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  1. Budget 2018: Here is what SEZs can look forward to from FM Arun Jaitley

Budget 2018: Here is what SEZs can look forward to from FM Arun Jaitley

Budget 2018: The anticipated push for exports in the upcoming Budget to boost jobs is unlikely to include substantial relief to special economic zones (SEZs) that were once the growth engine for the country’s outbound shipments. The minimum alternate tax (MAT) on SEZ units and developers, which has jeopardised the tax-free status of these enclaves and severely undermined their export potential, is unlikely to be removed in the Budget for 2018-19.

By: | New Delhi | Updated: January 24, 2018 1:11 AM
budget 2018, budget date, Arun Jaitley, budget 2018 india, India budget, Union budget 2018, budget 2018 expectations,minimum alternate tax,  special economic zones, budget news , latest news on budget 2018, Gujarat, finance ministry, commerce ministry, SEZ Act Budget 2018: Finance minister Arun Jaitley had proposed, in the Budget 2016-17, a 9% MAT for the IFSC, while keeping the tax rate unchanged at 18.5% for all other SEZ developers and units.

Budget 2018: The anticipated push for exports in the upcoming Budget to boost jobs is unlikely to include substantial relief to special economic zones (SEZs) that were once the growth engine for the country’s outbound shipments. The minimum alternate tax (MAT) on SEZ units and developers, which has jeopardised the tax-free status of these enclaves and severely undermined their export potential, is unlikely to be removed in the Budget for 2018-19 despite fresh requests by the commerce department, official sources told FE. Fearing potential revenue losses, the finance ministry is even reluctant to endorse the commerce department’s suggestion to cut MAT for SEZs by just over a half and bring parity with the rate applicable for the International Financial Services Centre (IFSC) in Gujarat.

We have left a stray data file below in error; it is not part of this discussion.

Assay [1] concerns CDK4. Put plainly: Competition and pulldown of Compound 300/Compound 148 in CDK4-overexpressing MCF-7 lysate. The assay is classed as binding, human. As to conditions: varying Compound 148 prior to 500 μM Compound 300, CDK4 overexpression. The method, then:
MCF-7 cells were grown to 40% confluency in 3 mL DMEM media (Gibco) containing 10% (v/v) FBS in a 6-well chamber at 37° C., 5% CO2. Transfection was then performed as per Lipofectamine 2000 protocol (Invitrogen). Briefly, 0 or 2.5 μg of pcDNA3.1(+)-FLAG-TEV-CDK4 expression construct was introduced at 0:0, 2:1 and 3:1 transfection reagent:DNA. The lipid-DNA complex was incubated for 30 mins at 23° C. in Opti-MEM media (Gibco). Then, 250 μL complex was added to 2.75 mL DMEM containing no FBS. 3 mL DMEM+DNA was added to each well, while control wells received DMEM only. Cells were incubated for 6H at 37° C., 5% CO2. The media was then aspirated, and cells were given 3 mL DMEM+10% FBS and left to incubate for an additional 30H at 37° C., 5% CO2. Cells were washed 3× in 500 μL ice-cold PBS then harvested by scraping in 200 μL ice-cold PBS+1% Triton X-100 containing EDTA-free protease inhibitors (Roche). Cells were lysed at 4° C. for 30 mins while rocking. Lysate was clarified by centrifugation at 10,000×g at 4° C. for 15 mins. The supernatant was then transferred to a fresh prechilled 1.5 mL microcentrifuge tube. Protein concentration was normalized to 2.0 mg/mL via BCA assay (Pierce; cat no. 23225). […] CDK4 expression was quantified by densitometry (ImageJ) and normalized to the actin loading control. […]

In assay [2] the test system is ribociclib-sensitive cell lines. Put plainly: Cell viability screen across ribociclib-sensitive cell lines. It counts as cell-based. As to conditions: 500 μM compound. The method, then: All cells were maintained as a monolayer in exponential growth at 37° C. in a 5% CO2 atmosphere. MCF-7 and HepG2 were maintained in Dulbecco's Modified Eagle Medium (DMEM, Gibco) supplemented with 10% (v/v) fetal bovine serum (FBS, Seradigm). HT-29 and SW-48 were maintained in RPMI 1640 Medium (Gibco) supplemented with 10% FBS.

The commerce ministry has also proposed that the sunset date to scrap tax incentives to SEZ units that sign in after end-March 2020, be removed. “There is still uncertainty about indirect tax collection growth after the implementation of the GST and subsequent rate cuts. The government is already hard-pressed to maintain fiscal deficit target. So this may not be an ideal time to scrap MAT on SEZs and dent the direct tax kitty as well,” said a government official. The revenue department is also unlikely to scrap the dividend distribution tax (DDT) for SEZ developers and treat them on a par with the companies located in the IFSC, said the one of the officials.

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Another commerce ministry proposal to allow SEZs to sell products in the domestic market at concessional tariffs (the lowest rates at which India imports such items from its free trade agreement partners) hasn’t yet gained much traction with the revenue department. Finance minister Arun Jaitley had proposed, in the Budget 2016-17, a 9% MAT for the IFSC, while keeping the tax rate unchanged at 18.5% for all other SEZ developers and units. The Budget had also announced the abolition of the DDT for companies located in the IFSC, while retaining the same for SEZ developers. The IFSC is a designated area outside the jurisdiction of the country’s economy, which allows the flow of financial services and products across borders with ease.